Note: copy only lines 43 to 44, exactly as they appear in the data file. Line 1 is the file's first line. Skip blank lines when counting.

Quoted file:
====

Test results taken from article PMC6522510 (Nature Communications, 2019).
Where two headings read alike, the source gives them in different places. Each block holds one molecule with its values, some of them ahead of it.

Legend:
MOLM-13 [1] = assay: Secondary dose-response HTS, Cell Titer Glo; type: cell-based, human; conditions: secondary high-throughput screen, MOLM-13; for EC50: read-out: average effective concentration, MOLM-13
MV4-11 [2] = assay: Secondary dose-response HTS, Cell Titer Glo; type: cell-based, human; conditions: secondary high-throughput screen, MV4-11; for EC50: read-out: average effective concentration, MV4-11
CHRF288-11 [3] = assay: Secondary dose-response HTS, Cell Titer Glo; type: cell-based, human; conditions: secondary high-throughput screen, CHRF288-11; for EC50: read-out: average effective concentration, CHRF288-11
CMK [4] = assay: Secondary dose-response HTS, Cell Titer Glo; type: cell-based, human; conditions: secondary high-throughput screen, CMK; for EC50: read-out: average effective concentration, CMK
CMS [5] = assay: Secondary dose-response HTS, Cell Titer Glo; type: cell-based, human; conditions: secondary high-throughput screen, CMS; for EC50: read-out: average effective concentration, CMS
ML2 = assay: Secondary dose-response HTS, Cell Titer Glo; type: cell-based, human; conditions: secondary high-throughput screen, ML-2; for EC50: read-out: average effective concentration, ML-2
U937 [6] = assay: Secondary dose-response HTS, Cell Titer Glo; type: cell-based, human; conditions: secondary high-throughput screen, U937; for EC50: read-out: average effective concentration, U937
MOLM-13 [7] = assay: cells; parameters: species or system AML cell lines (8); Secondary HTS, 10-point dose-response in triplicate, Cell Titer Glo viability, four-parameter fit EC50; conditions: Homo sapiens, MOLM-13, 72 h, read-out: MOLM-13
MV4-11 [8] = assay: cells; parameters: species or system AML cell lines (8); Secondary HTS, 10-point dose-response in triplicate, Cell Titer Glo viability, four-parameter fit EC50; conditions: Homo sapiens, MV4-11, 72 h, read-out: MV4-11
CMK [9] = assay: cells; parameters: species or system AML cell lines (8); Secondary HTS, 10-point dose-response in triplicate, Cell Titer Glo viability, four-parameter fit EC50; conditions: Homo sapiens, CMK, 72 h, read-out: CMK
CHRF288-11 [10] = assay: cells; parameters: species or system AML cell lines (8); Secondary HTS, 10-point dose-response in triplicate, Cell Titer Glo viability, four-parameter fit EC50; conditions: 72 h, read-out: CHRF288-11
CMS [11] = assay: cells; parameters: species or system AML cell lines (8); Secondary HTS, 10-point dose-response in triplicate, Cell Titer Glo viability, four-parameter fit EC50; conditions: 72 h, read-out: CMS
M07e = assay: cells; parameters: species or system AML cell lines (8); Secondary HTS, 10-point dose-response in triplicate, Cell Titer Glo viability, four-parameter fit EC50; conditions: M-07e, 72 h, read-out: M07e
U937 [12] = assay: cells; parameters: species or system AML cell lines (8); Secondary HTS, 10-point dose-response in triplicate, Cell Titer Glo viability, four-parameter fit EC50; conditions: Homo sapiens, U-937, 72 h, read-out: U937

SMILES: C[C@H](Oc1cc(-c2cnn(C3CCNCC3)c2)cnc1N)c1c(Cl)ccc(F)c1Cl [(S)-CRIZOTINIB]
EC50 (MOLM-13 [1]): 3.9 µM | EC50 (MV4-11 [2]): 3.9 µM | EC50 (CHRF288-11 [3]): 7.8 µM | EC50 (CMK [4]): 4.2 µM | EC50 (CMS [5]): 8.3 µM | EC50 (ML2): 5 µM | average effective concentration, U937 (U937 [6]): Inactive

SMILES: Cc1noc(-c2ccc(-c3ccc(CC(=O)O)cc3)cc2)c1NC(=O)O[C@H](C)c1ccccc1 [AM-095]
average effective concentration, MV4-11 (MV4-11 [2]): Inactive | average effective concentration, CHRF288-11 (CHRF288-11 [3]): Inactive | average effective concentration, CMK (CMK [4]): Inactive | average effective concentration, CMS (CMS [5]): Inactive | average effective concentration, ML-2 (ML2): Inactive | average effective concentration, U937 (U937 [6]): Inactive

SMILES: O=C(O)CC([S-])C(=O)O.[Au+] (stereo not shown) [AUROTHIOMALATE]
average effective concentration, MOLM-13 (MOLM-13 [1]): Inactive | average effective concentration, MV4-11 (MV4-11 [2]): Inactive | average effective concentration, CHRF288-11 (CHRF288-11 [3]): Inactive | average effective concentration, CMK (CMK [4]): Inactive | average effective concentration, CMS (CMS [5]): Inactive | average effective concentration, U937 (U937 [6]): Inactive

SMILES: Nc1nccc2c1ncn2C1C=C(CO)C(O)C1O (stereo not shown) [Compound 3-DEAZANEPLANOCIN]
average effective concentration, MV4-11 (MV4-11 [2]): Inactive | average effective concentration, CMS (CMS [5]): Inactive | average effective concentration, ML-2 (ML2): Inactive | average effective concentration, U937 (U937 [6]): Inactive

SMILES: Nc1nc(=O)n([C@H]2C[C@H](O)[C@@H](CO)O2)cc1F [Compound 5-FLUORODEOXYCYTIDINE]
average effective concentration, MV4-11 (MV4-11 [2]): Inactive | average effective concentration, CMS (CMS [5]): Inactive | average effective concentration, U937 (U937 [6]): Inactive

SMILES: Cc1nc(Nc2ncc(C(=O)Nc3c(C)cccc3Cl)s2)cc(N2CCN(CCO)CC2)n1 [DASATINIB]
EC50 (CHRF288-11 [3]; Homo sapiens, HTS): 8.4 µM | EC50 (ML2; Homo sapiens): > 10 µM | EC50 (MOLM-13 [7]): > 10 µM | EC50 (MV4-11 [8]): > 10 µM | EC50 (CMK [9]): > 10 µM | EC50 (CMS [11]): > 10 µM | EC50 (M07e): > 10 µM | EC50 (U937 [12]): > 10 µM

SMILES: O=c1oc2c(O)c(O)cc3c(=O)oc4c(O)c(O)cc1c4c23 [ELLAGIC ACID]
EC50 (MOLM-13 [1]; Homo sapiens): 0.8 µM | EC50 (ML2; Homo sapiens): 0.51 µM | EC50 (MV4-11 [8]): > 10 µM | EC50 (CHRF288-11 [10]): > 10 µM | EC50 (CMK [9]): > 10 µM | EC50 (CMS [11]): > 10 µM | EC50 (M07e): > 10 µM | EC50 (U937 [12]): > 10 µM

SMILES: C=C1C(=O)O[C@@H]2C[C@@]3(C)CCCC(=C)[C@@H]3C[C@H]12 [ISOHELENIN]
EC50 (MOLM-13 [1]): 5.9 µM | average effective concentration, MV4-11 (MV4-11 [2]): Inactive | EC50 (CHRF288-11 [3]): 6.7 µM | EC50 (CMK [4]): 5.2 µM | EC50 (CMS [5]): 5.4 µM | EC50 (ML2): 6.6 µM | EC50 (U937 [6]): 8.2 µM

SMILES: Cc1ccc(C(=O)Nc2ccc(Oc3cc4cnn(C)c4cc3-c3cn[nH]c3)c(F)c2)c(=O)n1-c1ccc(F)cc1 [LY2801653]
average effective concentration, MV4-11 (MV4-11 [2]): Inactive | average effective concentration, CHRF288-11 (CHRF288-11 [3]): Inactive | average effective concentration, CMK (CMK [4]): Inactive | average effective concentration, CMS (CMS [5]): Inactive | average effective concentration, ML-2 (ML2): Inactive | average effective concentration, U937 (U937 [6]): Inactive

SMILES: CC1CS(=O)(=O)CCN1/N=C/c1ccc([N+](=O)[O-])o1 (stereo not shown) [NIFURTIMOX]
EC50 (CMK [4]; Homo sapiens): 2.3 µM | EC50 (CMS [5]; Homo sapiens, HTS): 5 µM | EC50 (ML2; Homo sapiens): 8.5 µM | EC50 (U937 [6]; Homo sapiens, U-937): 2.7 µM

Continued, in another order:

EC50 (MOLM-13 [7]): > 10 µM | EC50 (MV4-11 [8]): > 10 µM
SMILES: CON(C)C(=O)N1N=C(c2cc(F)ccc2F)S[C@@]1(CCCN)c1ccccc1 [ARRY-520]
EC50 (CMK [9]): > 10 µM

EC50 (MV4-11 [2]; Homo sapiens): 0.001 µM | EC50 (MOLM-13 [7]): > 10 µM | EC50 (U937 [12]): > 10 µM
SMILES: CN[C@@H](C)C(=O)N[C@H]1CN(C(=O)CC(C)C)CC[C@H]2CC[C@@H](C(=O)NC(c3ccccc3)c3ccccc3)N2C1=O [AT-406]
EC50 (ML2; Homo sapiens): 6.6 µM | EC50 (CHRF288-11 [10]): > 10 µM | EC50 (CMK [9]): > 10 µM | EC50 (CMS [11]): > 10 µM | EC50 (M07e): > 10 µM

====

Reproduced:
SMILES: CN[C@@H](C)C(=O)N[C@H]1CN(C(=O)CC(C)C)CC[C@H]2CC[C@@H](C(=O)NC(c3ccccc3)c3ccccc3)N2C1=O [AT-406]
EC50 (ML2; Homo sapiens): 6.6 µM | EC50 (CHRF288-11 [10]): > 10 µM | EC50 (CMK [9]): > 10 µM | EC50 (CMS [11]): > 10 µM | EC50 (M07e): > 10 µM